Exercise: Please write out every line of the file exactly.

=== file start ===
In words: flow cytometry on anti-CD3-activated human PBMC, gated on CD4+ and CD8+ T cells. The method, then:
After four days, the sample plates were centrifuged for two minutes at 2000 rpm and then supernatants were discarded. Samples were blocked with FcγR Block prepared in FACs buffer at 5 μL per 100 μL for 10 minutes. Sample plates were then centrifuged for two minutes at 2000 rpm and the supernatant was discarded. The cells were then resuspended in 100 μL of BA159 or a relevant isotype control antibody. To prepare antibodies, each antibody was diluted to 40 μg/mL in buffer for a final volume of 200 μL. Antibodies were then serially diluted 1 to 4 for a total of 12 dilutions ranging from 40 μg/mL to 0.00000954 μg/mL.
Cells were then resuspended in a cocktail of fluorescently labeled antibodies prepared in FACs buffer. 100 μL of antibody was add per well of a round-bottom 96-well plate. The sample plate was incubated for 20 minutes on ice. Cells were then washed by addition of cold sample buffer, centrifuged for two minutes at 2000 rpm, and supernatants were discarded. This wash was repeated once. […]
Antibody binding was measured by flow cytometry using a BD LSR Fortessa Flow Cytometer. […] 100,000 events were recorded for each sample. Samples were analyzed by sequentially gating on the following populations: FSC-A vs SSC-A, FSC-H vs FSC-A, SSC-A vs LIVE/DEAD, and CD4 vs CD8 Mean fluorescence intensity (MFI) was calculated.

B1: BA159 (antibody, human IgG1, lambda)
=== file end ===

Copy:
In words: flow cytometry on anti-CD3-activated human PBMC, gated on CD4+ and CD8+ T cells. The method, then:
After four days, the sample plates were centrifuged for two minutes at 2000 rpm and then supernatants were discarded. Samples were blocked with FcγR Block prepared in FACs buffer at 5 μL per 100 μL for 10 minutes. Sample plates were then centrifuged for two minutes at 2000 rpm and the supernatant was discarded. The cells were then resuspended in 100 μL of BA159 or a relevant isotype control antibody. To prepare antibodies, each antibody was diluted to 40 μg/mL in buffer for a final volume of 200 μL. Antibodies were then serially diluted 1 to 4 for a total of 12 dilutions ranging from 40 μg/mL to 0.00000954 μg/mL.
Cells were then resuspended in a cocktail of fluorescently labeled antibodies prepared in FACs buffer. 100 μL of antibody was add per well of a round-bottom 96-well plate. The sample plate was incubated for 20 minutes on ice. Cells were then washed by addition of cold sample buffer, centrifuged for two minutes at 2000 rpm, and supernatants were discarded. This wash was repeated once. […]
Antibody binding was measured by flow cytometry using a BD LSR Fortessa Flow Cytometer. […] 100,000 events were recorded for each sample. Samples were analyzed by sequentially gating on the following populations: FSC-A vs SSC-A, FSC-H vs FSC-A, SSC-A vs LIVE/DEAD, and CD4 vs CD8 Mean fluorescence intensity (MFI) was calculated.

B1: BA159 (antibody, human IgG1, lambda)